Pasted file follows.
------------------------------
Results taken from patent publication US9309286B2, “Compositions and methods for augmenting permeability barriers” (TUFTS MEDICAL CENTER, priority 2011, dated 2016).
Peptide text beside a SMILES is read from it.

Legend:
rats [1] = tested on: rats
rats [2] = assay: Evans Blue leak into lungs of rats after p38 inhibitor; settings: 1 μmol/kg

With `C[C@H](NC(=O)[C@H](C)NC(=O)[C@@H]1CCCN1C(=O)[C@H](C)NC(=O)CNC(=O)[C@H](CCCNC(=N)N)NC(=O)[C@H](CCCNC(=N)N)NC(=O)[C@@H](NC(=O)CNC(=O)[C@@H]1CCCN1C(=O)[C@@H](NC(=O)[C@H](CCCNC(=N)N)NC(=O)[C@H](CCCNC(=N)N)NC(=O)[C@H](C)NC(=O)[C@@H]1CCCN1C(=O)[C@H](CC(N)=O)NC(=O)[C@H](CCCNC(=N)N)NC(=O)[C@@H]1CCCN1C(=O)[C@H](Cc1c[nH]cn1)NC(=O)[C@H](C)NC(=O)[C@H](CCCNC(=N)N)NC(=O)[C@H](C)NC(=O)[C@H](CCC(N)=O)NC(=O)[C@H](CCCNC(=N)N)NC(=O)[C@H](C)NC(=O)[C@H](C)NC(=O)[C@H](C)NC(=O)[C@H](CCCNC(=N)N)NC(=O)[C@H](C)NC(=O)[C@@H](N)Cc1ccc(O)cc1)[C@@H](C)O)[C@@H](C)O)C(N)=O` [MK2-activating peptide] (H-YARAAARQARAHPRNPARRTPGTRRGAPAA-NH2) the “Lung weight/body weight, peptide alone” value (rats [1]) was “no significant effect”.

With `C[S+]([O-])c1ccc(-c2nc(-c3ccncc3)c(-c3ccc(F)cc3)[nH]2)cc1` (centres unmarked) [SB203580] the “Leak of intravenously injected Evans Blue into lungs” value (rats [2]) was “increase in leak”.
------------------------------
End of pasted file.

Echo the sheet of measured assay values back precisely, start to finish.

Results taken from patent publication US9309286B2, “Compositions and methods for augmenting permeability barriers” (TUFTS MEDICAL CENTER, priority 2011, dated 2016).
Peptide text beside a SMILES is read from it.

Legend:
rats [1] = tested on: rats
rats [2] = assay: Evans Blue leak into lungs of rats after p38 inhibitor; settings: 1 μmol/kg

With `C[C@H](NC(=O)[C@H](C)NC(=O)[C@@H]1CCCN1C(=O)[C@H](C)NC(=O)CNC(=O)[C@H](CCCNC(=N)N)NC(=O)[C@H](CCCNC(=N)N)NC(=O)[C@@H](NC(=O)CNC(=O)[C@@H]1CCCN1C(=O)[C@@H](NC(=O)[C@H](CCCNC(=N)N)NC(=O)[C@H](CCCNC(=N)N)NC(=O)[C@H](C)NC(=O)[C@@H]1CCCN1C(=O)[C@H](CC(N)=O)NC(=O)[C@H](CCCNC(=N)N)NC(=O)[C@@H]1CCCN1C(=O)[C@H](Cc1c[nH]cn1)NC(=O)[C@H](C)NC(=O)[C@H](CCCNC(=N)N)NC(=O)[C@H](C)NC(=O)[C@H](CCC(N)=O)NC(=O)[C@H](CCCNC(=N)N)NC(=O)[C@H](C)NC(=O)[C@H](C)NC(=O)[C@H](C)NC(=O)[C@H](CCCNC(=N)N)NC(=O)[C@H](C)NC(=O)[C@@H](N)Cc1ccc(O)cc1)[C@@H](C)O)[C@@H](C)O)C(N)=O` [MK2-activating peptide] (H-YARAAARQARAHPRNPARRTPGTRRGAPAA-NH2) the “Lung weight/body weight, peptide alone” value (rats [1]) was “no significant effect”.

With `C[S+]([O-])c1ccc(-c2nc(-c3ccncc3)c(-c3ccc(F)cc3)[nH]2)cc1` (centres unmarked) [SB203580] the “Leak of intravenously injected Evans Blue into lungs” value (rats [2]) was “increase in leak”.